A room full of people with fifty different forms of expression feels a lot more intimidating than a group call on Google Meet for the same amount of time. I found myself in a similar room a month back and switching off my camera seemed like the best option; if only I could exercise it. In another instance, sensitivity to loud noises has been a common occurrence, and wanting to mute conversations that are happening right in front of me seems valid. Around the same time, I came across an article published in the New York Times in its Opinion section rationalising my fear that, “There Will Be No Post-Covid.”
My brows, out of their own accord, end up furrowing when I hear someone coughing five feet surrounding me. As if on autopilot, the sanitiser that I keep as close as my phone comes out to the rescue. In alternate cases, one would think of running away and disinfecting immediately, with the thought process always leading to you catching the disease. Maybe these thoughts are on the extreme side and while we adjust to a post-covid world, we are in a state of a pandemic withdrawal.
People of every age have shared experiences. Many remained isolated, lost loved ones, were forced to make life-altering decisions, and did not interact with people for a long time (especially children). This of course puts a person’s growth on hold. After adjusting to a virtual means for more than 731 days that equals 17,544 hours or 10,52,640 minutes or uncountable seconds – we are forgetting that we can never go back to the conduct of things before the pandemic. Charles Blow in his NYT piece rightly said that there will be no post-covid. We cannot treat a global pandemic as a house guest who initially refused to leave, and how we collectively rejoiced when they did. Similar to healing from a relationship, acceptance towards Covid is the key.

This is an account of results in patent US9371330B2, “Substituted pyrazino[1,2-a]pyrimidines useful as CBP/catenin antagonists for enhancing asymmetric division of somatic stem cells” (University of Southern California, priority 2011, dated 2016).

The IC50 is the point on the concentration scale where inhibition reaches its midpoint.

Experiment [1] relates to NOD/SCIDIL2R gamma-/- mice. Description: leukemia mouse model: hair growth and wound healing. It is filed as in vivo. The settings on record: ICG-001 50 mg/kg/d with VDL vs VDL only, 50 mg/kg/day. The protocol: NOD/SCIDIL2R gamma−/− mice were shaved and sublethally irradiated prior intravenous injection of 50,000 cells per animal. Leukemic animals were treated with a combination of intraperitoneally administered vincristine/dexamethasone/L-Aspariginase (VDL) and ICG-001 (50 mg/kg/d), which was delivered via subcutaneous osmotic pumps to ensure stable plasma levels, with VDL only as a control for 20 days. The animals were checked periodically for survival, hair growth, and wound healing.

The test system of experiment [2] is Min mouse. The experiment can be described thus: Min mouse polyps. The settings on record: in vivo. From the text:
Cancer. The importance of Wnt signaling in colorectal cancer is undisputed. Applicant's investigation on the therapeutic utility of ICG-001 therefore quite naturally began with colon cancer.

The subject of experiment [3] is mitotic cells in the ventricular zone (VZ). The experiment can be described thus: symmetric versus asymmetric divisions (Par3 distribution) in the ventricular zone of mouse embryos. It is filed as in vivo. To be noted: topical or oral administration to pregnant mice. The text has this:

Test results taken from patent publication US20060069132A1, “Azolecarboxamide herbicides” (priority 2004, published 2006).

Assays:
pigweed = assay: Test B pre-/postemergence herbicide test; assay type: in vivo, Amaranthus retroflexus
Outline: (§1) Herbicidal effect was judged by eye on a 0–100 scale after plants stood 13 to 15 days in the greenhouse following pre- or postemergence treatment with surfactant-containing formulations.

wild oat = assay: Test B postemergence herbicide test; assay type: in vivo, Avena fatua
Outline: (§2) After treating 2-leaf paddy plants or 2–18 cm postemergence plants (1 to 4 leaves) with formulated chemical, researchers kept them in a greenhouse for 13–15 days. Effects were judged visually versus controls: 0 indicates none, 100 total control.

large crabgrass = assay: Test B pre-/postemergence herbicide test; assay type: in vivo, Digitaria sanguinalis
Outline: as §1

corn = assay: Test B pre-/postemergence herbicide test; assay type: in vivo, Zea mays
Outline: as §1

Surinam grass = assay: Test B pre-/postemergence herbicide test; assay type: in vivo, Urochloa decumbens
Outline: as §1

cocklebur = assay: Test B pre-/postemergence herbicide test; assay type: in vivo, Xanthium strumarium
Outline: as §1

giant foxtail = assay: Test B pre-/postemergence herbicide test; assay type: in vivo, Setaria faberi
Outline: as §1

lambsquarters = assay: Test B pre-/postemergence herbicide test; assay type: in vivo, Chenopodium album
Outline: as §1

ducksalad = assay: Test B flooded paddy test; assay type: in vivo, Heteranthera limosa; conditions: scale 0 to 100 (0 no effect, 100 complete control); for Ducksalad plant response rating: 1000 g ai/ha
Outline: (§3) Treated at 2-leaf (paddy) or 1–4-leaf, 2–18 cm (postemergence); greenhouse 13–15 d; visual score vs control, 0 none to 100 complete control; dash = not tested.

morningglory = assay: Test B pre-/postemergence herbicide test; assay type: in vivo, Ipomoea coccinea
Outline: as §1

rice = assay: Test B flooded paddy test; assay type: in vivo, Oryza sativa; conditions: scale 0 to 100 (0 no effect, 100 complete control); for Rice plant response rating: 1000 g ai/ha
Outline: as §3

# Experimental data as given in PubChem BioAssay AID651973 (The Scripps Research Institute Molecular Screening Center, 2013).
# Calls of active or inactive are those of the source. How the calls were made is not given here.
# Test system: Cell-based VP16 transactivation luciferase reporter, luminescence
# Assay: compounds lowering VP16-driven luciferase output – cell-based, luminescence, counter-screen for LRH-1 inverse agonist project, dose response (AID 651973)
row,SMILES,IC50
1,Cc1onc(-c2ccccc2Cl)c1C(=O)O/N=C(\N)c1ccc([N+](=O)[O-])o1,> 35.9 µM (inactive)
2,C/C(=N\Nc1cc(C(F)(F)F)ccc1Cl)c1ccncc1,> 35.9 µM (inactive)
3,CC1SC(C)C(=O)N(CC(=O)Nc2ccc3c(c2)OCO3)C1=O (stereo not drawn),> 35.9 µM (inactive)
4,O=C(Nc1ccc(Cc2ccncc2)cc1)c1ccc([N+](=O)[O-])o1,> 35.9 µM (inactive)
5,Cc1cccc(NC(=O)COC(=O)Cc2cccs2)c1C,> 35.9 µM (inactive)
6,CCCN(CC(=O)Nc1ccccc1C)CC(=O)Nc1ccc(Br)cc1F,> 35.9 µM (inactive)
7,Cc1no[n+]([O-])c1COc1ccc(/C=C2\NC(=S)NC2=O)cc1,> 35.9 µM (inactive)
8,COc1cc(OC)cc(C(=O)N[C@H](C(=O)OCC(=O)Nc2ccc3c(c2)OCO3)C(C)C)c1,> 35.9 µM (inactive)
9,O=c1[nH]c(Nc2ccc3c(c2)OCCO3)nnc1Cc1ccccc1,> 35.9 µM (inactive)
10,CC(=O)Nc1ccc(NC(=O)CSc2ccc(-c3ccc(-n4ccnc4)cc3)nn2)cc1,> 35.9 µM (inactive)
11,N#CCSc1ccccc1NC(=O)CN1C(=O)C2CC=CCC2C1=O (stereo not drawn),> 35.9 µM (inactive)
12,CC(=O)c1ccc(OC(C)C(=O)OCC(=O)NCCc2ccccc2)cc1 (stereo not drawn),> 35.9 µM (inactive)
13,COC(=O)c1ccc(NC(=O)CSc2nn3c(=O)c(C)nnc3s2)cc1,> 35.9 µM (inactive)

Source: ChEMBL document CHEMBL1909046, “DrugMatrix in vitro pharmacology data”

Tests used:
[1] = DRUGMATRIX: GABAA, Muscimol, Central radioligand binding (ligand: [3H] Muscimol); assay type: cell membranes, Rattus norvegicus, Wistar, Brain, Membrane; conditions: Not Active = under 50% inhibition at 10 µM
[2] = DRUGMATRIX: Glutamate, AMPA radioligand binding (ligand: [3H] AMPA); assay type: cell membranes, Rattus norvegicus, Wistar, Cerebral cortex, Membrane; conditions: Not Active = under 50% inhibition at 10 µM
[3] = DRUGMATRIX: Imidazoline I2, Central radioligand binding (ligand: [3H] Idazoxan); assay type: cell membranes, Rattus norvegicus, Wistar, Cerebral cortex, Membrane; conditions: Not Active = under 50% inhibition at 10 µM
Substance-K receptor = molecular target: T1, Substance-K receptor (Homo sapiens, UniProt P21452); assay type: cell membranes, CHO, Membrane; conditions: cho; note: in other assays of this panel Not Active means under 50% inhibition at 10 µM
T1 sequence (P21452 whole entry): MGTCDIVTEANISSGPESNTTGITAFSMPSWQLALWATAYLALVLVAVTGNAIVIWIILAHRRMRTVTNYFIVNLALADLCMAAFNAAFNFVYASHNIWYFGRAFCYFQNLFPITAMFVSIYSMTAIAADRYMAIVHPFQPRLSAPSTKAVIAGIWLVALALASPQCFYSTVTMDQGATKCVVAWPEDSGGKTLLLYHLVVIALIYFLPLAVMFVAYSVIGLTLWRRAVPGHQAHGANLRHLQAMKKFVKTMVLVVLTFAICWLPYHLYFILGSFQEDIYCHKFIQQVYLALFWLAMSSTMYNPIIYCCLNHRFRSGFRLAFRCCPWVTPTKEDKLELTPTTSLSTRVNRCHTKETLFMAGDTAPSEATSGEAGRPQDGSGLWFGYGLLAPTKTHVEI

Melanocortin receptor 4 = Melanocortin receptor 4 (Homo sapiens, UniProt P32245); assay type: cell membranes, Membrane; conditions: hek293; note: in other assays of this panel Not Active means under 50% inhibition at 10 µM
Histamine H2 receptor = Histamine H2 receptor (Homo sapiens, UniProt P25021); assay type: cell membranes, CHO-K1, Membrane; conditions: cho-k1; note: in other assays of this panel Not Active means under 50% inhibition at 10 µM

The way we interact, communicate, perceive things and situations have changed remarkably. Small screens of laptops and our phones seem comforting; staying in bed looks like a great idea. But these choices are making us lose out on so much of the world as it slowly resets. Children, the ones that were in their prime age have been classified as at risk of mental health conditions by the National Institutes of Health (NIH). Overall, pandemic withdrawal looks to be all-pervasive – social anxiety, depression, difficulties in concentration, changes in behavioural patterns, disinterest towards activities that were loved pre-pandemic, any other noted change appears to be the new normal.
Answering questions that no longer remain relevant. 2020 looks like it happened yesterday, when in fact it has been two years. As for acceptance, reaching out and having an honest conversation about the impact the pandemic has had on you with anyone – a friend, a mentor, a parent will go a long way. Slowly assimilating back to what we call the “offline” world as seamlessly as we can is needed; letting everyone know that “normal” is a human construct that is up to us.
On a parting note, here’s a Frank O’Hara quote published in Meditations in an Emergency.
In times of crisis, we must all decide again and again whom we love.
By Kamiya Arya